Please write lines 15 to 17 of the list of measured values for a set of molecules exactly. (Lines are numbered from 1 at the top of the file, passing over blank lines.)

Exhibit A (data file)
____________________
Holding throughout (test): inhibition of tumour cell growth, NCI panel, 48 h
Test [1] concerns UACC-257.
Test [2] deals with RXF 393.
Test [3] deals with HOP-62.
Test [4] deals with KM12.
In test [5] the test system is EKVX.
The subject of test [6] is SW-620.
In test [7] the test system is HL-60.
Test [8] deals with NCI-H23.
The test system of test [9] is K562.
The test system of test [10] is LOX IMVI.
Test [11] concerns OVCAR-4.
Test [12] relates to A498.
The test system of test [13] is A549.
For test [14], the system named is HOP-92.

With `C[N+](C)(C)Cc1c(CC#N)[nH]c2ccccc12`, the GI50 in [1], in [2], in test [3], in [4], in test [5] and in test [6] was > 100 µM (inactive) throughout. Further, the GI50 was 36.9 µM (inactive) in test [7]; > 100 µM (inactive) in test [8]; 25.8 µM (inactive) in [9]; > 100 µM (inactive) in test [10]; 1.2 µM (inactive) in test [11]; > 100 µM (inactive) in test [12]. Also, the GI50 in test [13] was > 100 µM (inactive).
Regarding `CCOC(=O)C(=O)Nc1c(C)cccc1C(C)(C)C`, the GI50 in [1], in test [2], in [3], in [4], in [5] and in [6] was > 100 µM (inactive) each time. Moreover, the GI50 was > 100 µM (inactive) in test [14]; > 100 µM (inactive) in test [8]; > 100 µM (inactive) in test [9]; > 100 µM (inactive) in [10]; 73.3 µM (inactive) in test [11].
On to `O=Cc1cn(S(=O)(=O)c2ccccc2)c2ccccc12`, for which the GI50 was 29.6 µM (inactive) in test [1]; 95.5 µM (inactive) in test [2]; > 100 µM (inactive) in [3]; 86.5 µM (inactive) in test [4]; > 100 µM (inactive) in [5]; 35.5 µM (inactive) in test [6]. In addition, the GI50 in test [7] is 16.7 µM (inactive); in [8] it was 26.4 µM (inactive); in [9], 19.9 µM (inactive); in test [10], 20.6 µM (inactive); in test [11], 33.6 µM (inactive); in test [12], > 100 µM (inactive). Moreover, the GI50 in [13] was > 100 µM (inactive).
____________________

For test [14], the system named is HOP-92.

With `C[N+](C)(C)Cc1c(CC#N)[nH]c2ccccc12`, the GI50 in [1], in [2], in test [3], in [4], in test [5] and in test [6] was > 100 µM (inactive) throughout. Further, the GI50 was 36.9 µM (inactive) in test [7]; > 100 µM (inactive) in test [8]; 25.8 µM (inactive) in [9]; > 100 µM (inactive) in test [10]; 1.2 µM (inactive) in test [11]; > 100 µM (inactive) in test [12]. Also, the GI50 in test [13] was > 100 µM (inactive).
Regarding `CCOC(=O)C(=O)Nc1c(C)cccc1C(C)(C)C`, the GI50 in [1], in test [2], in [3], in [4], in [5] and in [6] was > 100 µM (inactive) each time. Moreover, the GI50 was > 100 µM (inactive) in test [14]; > 100 µM (inactive) in test [8]; > 100 µM (inactive) in test [9]; > 100 µM (inactive) in [10]; 73.3 µM (inactive) in test [11].